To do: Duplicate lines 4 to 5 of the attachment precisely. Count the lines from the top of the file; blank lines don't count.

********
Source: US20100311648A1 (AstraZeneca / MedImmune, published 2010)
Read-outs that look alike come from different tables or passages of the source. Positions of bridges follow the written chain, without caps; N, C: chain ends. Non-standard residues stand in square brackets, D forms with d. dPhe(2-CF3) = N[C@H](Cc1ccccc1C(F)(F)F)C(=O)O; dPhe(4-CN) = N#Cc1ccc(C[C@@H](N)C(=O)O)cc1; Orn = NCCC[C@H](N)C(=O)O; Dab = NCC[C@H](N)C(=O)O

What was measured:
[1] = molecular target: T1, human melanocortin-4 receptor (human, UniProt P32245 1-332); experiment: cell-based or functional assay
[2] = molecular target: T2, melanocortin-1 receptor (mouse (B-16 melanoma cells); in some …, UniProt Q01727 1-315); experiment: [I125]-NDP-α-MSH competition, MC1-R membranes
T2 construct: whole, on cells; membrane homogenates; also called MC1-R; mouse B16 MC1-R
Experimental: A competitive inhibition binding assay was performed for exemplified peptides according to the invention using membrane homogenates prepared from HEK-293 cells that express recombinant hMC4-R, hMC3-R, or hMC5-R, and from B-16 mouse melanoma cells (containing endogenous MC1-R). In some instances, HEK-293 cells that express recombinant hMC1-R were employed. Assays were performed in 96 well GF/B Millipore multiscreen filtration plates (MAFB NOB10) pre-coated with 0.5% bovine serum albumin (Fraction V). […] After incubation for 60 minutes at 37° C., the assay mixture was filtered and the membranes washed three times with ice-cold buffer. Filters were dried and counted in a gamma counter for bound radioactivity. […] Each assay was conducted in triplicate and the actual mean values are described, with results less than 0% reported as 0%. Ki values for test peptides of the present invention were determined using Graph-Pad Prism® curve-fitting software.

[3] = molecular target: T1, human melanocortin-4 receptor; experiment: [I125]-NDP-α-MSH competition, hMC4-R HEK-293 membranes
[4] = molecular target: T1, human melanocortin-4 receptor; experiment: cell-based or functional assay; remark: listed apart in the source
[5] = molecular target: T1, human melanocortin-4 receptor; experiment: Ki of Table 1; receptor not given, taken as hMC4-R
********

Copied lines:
[1] = molecular target: T1, human melanocortin-4 receptor (human, UniProt P32245 1-332); experiment: cell-based or functional assay
[2] = molecular target: T2, melanocortin-1 receptor (mouse (B-16 melanoma cells); in some …, UniProt Q01727 1-315); experiment: [I125]-NDP-α-MSH competition, MC1-R membranes